Film Review: Julianne Moore Struggles To Keep It Together In 'Still Alice' | KCUR

Film Review: Julianne Moore Struggles To Keep It Together In 'Still Alice'

Feb 13, 2015

Julianne Moore loses her momentum to early onset Alzheimer's in 'Still Alice.'
Credit Jojo Whilden / Sony Pictures Classics

Dr. Alice Howland is at the top of her game as both a linguistics professor and a smart, sophisticated and sexy New York woman in her fifties, played by Julianne Moore in the wrenching new drama Still Alice.

At the family dinner that opens the movie, she carries herself like a bright and vibrant sunrise — until she has an uncharacteristic memory lapse so slight it goes unnoticed by her husband and adult children. Yet it is the first drop of the downpour about to wash away her faculties.

Not much later, on a jog around the Columbia University campus where she works, Howland stops to catch her breath and realizes she recognizes none of the terrain; it's as if she's been dropped on an alien planet. Once she gets her bearings and finds her way home, she's loathe to tell John, her physician husband (Alec Baldwin), that anything's amiss. But the faltering memories and halting conversation reveal themselves enough to prompt a doctor visit, where a series of word association puzzles reveals the diagnosis:  early onset Alzheimer's disease.

While her family rallies around her (Kate Bosworth and Kristen Stewart play her daughters, Hunter Parrish her son), Howland maintains a fretful state of hopeful denial juxtaposed with harsh reality. She creates memory tests for herself on a kitchen chalkboard, and feeds personal questions into her smart phone's Notes app, figuring that if the disease progresses to the point where she can't answer them, she'll be forced to make an irrevocable decision.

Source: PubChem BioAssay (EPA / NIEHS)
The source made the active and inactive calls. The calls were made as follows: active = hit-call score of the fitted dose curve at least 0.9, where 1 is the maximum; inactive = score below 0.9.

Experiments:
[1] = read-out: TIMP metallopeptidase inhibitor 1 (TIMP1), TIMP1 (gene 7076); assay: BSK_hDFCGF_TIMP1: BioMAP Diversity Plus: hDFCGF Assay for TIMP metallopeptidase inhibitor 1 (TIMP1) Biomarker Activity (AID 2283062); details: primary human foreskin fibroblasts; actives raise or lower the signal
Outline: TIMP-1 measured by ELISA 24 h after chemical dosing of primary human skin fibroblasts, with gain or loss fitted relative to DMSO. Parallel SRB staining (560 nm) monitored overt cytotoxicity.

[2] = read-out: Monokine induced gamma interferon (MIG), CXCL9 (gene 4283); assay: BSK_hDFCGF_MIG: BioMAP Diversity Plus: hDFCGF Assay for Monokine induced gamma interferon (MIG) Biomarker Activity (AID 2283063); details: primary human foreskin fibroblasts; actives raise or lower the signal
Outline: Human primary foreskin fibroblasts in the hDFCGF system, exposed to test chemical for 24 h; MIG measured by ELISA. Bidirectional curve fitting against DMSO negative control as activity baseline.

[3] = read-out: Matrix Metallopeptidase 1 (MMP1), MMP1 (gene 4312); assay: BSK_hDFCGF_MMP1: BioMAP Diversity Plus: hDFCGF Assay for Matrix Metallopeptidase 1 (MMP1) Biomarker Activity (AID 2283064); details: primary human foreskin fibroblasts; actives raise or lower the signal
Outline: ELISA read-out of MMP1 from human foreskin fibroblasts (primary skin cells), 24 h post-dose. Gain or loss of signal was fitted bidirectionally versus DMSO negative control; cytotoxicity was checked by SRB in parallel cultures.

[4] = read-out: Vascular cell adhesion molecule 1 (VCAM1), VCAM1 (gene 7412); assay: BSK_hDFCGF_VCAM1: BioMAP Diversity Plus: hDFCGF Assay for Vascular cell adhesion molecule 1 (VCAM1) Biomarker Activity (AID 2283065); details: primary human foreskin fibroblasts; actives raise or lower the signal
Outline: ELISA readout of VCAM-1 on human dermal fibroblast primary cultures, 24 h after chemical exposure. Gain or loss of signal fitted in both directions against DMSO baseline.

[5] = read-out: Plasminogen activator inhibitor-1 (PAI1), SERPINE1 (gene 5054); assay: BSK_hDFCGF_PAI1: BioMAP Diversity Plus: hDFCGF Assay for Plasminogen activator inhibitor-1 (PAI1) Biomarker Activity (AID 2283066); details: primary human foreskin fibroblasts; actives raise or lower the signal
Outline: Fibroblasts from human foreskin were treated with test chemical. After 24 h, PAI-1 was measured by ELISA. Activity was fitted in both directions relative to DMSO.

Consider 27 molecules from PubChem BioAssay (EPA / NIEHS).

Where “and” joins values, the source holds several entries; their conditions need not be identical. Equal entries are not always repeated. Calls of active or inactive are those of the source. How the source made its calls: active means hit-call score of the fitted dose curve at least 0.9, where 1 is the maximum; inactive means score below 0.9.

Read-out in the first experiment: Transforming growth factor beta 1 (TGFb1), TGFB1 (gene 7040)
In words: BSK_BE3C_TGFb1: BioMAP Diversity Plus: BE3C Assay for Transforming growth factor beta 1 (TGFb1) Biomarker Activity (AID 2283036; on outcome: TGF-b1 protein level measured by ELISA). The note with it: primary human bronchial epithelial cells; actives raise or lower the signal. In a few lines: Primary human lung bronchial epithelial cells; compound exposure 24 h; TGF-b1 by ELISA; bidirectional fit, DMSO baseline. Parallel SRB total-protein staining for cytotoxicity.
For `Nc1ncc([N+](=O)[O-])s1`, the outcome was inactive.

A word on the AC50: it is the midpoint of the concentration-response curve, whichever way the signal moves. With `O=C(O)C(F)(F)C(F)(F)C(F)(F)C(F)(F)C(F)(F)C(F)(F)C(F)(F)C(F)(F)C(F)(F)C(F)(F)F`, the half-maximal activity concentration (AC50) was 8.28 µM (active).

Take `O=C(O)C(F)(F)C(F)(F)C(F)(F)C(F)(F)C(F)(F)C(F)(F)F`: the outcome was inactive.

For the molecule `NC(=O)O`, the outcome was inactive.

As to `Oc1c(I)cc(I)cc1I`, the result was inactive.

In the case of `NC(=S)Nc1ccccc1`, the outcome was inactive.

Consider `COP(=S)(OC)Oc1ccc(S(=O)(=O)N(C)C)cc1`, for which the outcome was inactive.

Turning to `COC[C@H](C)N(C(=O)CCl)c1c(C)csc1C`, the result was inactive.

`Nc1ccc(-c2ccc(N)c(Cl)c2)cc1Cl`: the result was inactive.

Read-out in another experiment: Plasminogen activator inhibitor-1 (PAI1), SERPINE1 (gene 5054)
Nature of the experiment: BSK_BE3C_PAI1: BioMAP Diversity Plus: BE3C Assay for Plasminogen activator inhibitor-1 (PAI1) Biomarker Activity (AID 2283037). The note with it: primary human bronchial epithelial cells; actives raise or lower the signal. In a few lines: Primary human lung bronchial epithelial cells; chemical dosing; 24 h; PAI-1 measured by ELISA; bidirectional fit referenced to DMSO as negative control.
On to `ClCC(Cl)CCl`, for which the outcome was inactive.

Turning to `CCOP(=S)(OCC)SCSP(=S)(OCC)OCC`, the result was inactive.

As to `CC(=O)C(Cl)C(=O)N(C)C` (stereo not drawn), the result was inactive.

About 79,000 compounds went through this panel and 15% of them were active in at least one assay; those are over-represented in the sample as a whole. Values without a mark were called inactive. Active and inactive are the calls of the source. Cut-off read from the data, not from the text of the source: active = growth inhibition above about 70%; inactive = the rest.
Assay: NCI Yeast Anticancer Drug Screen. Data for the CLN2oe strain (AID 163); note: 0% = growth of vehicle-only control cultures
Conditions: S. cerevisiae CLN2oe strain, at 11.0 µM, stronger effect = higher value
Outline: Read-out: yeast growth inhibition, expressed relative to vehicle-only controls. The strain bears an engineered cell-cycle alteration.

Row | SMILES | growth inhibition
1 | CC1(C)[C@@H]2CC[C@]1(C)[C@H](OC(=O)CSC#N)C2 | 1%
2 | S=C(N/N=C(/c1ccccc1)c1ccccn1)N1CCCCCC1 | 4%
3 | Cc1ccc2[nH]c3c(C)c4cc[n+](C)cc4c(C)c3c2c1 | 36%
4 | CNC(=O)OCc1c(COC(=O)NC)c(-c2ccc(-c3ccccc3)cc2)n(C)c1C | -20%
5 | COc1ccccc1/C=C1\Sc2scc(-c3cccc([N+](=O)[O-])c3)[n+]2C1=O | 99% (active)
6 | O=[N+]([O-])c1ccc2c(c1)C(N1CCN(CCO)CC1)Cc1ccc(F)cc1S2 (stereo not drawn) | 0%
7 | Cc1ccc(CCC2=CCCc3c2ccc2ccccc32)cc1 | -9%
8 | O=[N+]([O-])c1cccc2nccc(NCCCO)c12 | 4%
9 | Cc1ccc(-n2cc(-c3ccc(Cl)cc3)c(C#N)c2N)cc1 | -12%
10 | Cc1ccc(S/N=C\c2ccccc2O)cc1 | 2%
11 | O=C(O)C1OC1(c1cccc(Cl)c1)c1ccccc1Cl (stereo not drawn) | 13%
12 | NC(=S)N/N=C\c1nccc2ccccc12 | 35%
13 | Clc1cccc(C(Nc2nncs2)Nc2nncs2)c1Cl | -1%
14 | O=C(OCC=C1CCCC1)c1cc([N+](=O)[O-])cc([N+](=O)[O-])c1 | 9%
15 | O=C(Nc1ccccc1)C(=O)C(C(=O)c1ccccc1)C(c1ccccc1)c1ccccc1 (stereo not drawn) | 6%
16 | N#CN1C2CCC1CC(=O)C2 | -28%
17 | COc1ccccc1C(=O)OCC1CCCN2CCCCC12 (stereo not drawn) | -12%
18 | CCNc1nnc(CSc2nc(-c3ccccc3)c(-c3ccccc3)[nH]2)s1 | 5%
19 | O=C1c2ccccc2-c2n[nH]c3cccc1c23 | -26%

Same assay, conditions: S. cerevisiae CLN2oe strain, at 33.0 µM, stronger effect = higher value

Based on a novel by Lisa Genova, Still Alice is directed and adapted for the screen by Richard Glatzer and Wash Westomoreland, life partners who invested in the project after Glatzer’s diagnosis with ALS. Knowing this makes a scene such as Alice's frantic search for the bathroom in her family's familiar second home all the more painful. Sarah Polley's 2006 Away From Her, with Julie Christie, covered similar material, but the combination of Moore's beautifully etched performance and her character’s relatively invulnerable age drive this film devastatingly closer to home.

Still Alice | Dir. Richard Glatzer and Wash Westmoreland | 101 min. | Tivoli Cinemas, 4050 Pennsylvania, Kansas City, Mo., 64111, 816-383-7756